applications to cases of interest. It is our hope that NetEcon will
serve as a feeder workshop, with expanded and more polished versions
of the NetEcon extend abstracts submitted to major conferences
and refereed journals of the relevant research communities.


* Saturday April 22, 2017, 11:59pm EST: Submission deadline (firm)
* Monday May 22, 2017: Notification to authors
* Monday June 19, 2017: Final version for the workshop's website due
* Tuesday June 27 (or 26), 2017: Workshop at MIT
* Friday July 28, 2017: Final version for the proceedings due

Topics of interest to NetEcon'17 include but are not restricted to:
* Pricing of resources in communication networks, grids, and cloud computing
* Pricing of information goods and services; copyright issues, effect of network externalities (e.g., in social networks)
* Economic issues in universal broadband access; economics of interconnection and peering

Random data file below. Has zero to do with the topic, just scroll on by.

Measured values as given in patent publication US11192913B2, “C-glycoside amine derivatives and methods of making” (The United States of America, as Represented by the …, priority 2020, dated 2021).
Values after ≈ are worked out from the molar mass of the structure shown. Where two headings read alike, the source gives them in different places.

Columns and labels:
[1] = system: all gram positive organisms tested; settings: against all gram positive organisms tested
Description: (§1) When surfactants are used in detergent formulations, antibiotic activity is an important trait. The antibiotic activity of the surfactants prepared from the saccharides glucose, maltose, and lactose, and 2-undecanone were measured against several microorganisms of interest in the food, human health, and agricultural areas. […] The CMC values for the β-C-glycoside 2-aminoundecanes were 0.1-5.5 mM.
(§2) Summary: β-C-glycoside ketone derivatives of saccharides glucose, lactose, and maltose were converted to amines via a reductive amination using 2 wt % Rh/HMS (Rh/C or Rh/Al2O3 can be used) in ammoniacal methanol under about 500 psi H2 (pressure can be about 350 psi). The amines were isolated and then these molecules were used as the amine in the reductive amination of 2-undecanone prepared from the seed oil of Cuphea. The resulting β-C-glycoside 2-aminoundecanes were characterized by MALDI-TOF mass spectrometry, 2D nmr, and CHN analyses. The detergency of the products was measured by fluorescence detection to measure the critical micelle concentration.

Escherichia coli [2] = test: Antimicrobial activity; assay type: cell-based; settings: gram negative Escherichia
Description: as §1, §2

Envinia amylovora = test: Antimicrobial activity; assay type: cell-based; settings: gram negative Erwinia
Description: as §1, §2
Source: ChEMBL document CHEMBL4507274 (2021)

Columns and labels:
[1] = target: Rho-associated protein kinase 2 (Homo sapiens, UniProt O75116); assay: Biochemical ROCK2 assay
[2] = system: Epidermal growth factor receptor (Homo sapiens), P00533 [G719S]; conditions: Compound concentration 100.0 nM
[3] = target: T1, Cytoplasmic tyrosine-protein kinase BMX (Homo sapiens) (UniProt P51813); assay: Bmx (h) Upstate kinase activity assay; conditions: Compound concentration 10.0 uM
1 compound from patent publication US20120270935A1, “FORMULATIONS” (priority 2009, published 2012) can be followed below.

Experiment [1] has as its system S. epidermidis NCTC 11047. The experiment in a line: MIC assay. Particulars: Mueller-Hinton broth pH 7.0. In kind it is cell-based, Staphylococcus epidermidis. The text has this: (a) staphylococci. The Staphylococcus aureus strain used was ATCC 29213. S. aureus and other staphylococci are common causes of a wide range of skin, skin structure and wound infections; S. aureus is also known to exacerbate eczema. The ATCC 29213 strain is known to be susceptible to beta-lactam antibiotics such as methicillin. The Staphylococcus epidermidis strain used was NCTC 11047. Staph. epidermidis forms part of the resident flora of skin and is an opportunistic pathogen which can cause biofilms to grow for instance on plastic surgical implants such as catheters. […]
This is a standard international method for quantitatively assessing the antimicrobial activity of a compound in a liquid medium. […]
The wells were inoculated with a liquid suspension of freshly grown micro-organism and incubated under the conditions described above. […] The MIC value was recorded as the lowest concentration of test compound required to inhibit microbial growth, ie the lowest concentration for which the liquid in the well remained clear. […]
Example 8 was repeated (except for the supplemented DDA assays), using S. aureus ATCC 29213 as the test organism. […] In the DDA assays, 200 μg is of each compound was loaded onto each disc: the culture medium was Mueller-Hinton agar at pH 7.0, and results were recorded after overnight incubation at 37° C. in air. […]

* Effects of market structure and regulations (e.g., network neutrality, differential pricing and zero rating)
* Economics of network security and privacy; valuation of personal data
* Auctions with applications to networks: spectrum auctions, auction-based marketplaces for network and cloud resources
* Incentive mechanisms for networks: peer-to-peer systems, clouds, wireless networks, spam prevention, security
* Methods for engineering incentives and disincentives (e.g., reputation, trust, control, accountability, anonymity)
* Empirical studies of strategic behavior (or the lack thereof) in existing, deployed systems
* Design of incentive-aware network architectures and protocols